The death of tribal rights activist Fr. Stan Swamy was mourned by a vast section of society. Some called it the failure of the Judiciary, some called out the callousness of the current regime and some termed his death as an ‘Institutional murder.’ so why is Stan Swamy’s death being termed as an Institutional murder? 86 years old Stan Swamy suffered from Parkinson’s disease along with multiple ailments and was on ventilator support. Despite the court’s order to transfer him to a private hospital, the state authorities delayed it by ten days which further resulted in the deterioration of his health finally leading to his demise.
The death of Fr. Stan Swamy has turned people’s attention towards the other 15 political activists, scholars and public intellectuals who are incarcerated under the Unlawful Activities Prevention Act (UAPA) in the Bhima Koregaon issue. activists jailed under this issue are collectively called the BK-16. While many prisoners are being freed on parole with rising Covid cases in prisons, these activists are left to rot in jail for the crimes which the state or the National Investigation Agency have no solid evidence of.
The activists jailed among the 15 members are Dr Anand Teltumbde, a writer, scholar and civil rights activist who has extensively advocated for the rights of Dalits in the country. Sudha Bharadwaj, an activist, lawyer and staunch opponent of corporate groups like Jindal, Birla, Adani and Vedanta. Gautam Navalkha, journalist, activist and critic of army and state atrocities in Kashmir. Surendra Gadling a lawyer representing Dalits, Adivasis and the marginalized. Arun Ferreria a criminal lawyer defending political prisoners. The rest include Rona Wilson, Vernon Gonsalves, Varavara Rao, Sudhir Dhawale, Mahesh Raut, Hanybanu Tarayil, Jyoti Jagtap, Sagar Gorkhe, Ramesh Gaichor and Shoma sen.
A close look at the activism and resistance offered by these activists gives us a clear picture of why the man hunting is taking place against the dissenters of this country. They all have raised their voice and fought against the social injustice, systemic oppression, wrongful incarceration of activists, against the state friendly corporates which didn’t quite augur well with the government. As the saying goes “One man’s tool is another man’s weapon”, the NDA government made the most use, to put it up in the right manner ‘misuse’ of the UAPA, introduced by the UPA government. The objective of this anti-terror law is for the effective prevention of unlawful activities.
The stats of the UAPA and colonial law sedition speak for themselves the way the government has used them to curb any form of dissent. 1,226 UAPA cases were filed in the year 2019. 405 sedition cases against individuals criticizing the political leaders and government after the Modi government came to power in 2014. The conviction rate under this law stands at a mere 2.2%. What makes the UAPA a powerful tool for the government is that it gives it a wide authority to jail people without any charge even before the crime has committed. It makes it difficult for people to get bail and the police enjoy greater power and authority. The process itself is the punishment.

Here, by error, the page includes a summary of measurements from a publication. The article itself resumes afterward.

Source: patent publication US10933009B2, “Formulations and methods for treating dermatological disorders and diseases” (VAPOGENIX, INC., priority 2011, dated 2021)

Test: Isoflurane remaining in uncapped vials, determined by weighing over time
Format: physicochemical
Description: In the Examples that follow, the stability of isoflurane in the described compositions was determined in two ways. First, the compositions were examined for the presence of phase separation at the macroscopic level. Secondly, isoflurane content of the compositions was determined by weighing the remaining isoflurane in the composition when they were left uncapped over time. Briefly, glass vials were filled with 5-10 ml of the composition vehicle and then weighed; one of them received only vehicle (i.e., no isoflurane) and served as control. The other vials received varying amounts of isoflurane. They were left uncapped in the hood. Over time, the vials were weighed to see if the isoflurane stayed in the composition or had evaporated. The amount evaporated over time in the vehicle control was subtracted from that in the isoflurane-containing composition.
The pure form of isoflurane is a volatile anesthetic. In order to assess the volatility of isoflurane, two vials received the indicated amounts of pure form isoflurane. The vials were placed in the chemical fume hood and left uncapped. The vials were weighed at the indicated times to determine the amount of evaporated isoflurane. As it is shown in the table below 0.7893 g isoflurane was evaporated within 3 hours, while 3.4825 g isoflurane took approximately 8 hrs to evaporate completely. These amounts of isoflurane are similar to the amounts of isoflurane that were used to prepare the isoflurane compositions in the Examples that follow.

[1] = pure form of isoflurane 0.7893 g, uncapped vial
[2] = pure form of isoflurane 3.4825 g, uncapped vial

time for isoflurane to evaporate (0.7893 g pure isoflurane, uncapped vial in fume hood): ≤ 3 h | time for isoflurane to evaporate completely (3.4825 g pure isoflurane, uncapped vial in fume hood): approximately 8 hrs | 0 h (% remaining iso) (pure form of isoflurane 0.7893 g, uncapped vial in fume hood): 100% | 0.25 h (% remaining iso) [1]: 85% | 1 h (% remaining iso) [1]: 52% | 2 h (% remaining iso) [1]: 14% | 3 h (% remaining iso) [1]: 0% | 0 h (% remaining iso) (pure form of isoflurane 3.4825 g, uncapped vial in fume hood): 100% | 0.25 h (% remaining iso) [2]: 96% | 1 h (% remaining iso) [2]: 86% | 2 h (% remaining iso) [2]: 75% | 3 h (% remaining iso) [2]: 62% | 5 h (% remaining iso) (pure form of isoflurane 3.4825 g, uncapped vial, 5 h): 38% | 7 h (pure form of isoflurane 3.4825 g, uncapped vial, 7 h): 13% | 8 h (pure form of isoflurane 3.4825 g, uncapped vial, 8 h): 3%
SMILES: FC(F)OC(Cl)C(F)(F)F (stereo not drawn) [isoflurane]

Another astonishing revelation which came to light was the analysis of the computer and email copies of the two jailed activist Surendra gadling and Rona Wilson by the Boston based digital forensic firm Arsenal Consulting. The legal defence team of the activists sent the electronic copies of laptops of emails of Rona Wilson and Surendra Gadling to the Arsenal forensic firm. After spending nearly 300 hours analysing Rona Wilsons computer alone the firm confirmed the serious case of evidence tampering they had ever encountered. The hackers nearly had access to the activists’ laptops for two years and used them for surveillance and transferring the incriminating documents. The hackers were making changes even hours before the arrests of the activists. The documents hackers created hidden folders and transferred the incriminating letters which were recovered by the police.
Dissent plays a prominent role in a democracy. To conclude Dissent is democracy, it withholds the true essence of freedom of speech and expression guaranteed by the legal document of our country. Bhagath Singh writes in his diary, “Independent thinking and merciless criticism are the traits of a revolutionary.” The leaders of our nation who raise the pedestal of Bhagat Singh, jail the activists who abide by his words. This is the sorry state of dissent in India.